The Ombudsman's final decision:
Summary: Ms C complains about how the Council dealt with building control matters at a neighbouring development. The Ombudsman will not continue this investigation because the matters complained of are more appropriate for Ms C’s own legal action.
- The complainant, whom I shall refer to as Ms C, complains about how the Council dealt with building control matters at a neighbouring development. In particular, Ms C says the Council:
- failed to check demolition work;
- failed to check the plans provided;
- failed to ensure correct and timely structural calculations;
- allowed a gutter that is not fit for purpose;
- allowed work that does not meet building regulations; and
- allowed damage to her property by works it approved.
- Ms C says because of the Council’s fault she has suffered unnecessary stress which has affected her health and damage to her property with an estimated repair cost of £38,000.
The Ombudsman’s role and powers
- We investigate complaints about ‘maladministration’ and ‘service failure’. In this statement, I have used the word ‘fault’ to refer to these. We must also consider whether any fault has had an adverse impact on the person making the complaint. I refer to this as ‘injustice’. We provide a free service, but must use public money carefully. We may decide not to start or continue with an investigation if:
- it is unlikely further investigation will lead to a different outcome, or
- we cannot achieve the outcome someone wants, or
- we think the issues could reasonably be, or have been, raised within a court of law.
(Local Government Act 1974, sections 24A(6) and 34B(8), as amended)
How I considered this complaint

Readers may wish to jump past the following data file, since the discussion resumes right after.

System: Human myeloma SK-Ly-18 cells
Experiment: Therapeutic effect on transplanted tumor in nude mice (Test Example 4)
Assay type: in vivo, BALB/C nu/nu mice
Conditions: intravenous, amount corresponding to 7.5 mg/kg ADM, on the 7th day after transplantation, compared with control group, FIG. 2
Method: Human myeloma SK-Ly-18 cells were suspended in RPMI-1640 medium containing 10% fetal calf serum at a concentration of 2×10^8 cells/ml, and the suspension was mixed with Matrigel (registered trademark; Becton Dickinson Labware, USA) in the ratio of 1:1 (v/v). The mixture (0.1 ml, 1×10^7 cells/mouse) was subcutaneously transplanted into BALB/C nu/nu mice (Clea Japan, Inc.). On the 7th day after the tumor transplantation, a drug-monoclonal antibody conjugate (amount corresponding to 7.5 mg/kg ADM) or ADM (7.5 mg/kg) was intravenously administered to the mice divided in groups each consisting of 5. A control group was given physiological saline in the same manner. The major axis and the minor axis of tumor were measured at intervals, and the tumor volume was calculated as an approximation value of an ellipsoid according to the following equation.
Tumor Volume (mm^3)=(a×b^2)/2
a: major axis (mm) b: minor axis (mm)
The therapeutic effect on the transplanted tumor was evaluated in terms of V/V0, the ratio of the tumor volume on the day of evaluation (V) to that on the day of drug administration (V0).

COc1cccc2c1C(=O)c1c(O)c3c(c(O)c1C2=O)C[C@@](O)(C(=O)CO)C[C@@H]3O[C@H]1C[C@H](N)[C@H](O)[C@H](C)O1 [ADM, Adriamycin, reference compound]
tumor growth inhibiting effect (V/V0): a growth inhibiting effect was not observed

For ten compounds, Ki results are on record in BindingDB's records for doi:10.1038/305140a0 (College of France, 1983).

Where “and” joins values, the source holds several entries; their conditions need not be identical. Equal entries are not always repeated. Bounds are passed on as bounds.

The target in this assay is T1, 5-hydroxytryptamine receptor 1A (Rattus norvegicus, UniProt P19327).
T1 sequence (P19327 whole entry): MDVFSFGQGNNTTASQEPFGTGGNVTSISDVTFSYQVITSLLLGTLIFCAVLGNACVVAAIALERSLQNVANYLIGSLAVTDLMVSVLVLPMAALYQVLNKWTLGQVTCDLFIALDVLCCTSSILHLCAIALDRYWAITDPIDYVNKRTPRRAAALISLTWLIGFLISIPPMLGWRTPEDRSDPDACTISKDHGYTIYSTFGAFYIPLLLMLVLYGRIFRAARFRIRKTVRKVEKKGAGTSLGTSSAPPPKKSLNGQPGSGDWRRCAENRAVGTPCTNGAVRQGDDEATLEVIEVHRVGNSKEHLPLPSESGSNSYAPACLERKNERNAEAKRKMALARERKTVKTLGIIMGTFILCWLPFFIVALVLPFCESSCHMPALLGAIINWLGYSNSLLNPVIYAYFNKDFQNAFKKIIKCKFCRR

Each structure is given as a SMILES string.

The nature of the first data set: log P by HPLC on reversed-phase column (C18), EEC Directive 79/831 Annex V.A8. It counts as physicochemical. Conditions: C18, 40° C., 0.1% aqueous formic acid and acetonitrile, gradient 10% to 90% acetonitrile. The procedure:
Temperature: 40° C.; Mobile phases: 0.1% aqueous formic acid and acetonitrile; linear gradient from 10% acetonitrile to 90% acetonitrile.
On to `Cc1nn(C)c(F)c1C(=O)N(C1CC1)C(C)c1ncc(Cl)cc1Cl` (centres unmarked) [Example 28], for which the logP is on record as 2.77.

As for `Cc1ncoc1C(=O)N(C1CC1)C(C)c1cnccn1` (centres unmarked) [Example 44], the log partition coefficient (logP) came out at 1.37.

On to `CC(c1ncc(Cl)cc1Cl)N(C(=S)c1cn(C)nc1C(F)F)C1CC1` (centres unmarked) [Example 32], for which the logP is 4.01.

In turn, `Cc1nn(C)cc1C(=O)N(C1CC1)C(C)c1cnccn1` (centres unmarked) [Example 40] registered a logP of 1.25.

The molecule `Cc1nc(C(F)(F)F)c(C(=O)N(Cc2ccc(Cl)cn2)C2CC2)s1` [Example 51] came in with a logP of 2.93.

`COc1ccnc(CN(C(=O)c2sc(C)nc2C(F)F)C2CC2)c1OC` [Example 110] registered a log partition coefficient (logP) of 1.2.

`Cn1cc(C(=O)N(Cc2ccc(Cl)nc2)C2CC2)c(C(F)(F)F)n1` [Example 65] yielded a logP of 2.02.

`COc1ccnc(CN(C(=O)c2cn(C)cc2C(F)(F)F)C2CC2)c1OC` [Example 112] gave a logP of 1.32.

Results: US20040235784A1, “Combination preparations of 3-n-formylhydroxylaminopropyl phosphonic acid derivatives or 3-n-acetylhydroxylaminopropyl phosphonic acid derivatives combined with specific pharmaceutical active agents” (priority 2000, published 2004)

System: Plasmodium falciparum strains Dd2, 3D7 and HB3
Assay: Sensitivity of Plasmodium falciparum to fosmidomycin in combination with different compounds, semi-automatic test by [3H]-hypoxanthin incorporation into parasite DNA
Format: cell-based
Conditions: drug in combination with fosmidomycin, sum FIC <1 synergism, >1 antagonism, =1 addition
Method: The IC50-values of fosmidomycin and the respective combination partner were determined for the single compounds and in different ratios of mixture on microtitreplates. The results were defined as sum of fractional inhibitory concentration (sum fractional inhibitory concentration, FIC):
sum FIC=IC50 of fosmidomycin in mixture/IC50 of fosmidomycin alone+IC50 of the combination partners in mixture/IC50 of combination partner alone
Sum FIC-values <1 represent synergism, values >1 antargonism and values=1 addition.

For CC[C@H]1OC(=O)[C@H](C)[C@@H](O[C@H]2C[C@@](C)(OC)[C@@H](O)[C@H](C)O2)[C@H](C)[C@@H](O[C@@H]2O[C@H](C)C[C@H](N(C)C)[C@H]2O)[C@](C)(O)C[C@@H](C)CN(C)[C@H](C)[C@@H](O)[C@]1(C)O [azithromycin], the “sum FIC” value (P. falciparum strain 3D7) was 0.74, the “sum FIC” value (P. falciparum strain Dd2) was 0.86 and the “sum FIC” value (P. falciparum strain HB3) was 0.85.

- I read the papers provided by Ms C and discussed the complaint with her. I have explained my draft decision to Ms C and the Council and provided an opportunity for comment.
What I found
- Most building work, whether new, alterations, or extensions requires Building Regulation approval. The Regulations set standards for the design and construction of buildings and ensure health and safety for people in and about those buildings. “Approved documents” give examples of how developers can meet the Regulations but these examples do not have to be followed.
- Building Regulations approval can usually be obtained in one of two ways:
- with full plans where drawings are deposited for approval and building work is subsequently checked on site for compliance with the Regulations (not compliance with the approved plans); or
- by a notice of commencement of building work which is given before starting work and the various stages of the work are then inspected and approved but no plans are checked.
- The Ombudsman will not investigate most building control complaints as the primary responsibility for building work rests with those who commission it and do the work. When carrying out their functions, local authorities will normally visit at various stages but they are not required to do so and will not be present for most of the project and do not act as a ‘clerk of works’.
- On request and when satisfied after taking “all reasonable steps” the Regulations have been met, the local authority must issue a completion certificate. This is not a guarantee that all works have been done to the required standard. Building Regulations provide a means for the Council to maintain building standards in general, rather than imposing a duty to maintain standards in each particular case.
- The typical building control complaint the Ombudsman would not normally investigate is a complaint about damage to property caused by a neighbour’s building work. This is because such a complaint would normally be a matter for private legal action by the property owner against the neighbour.
- Based on the information provided, I have decided not to investigate Ms C’s complaint further. This is because as set out above the primary responsibility for the building work is Ms C’s neighbour and/or builder. I have looked at the outcome Ms C is seeking and consider she has a legal remedy available which it is reasonable for her to use and is the most appropriate avenue for her to pursue.
- I have stopped my investigation as the matters complained of are more appropriate for Ms C’s own legal action.
Investigator's decision on behalf of the Ombudsman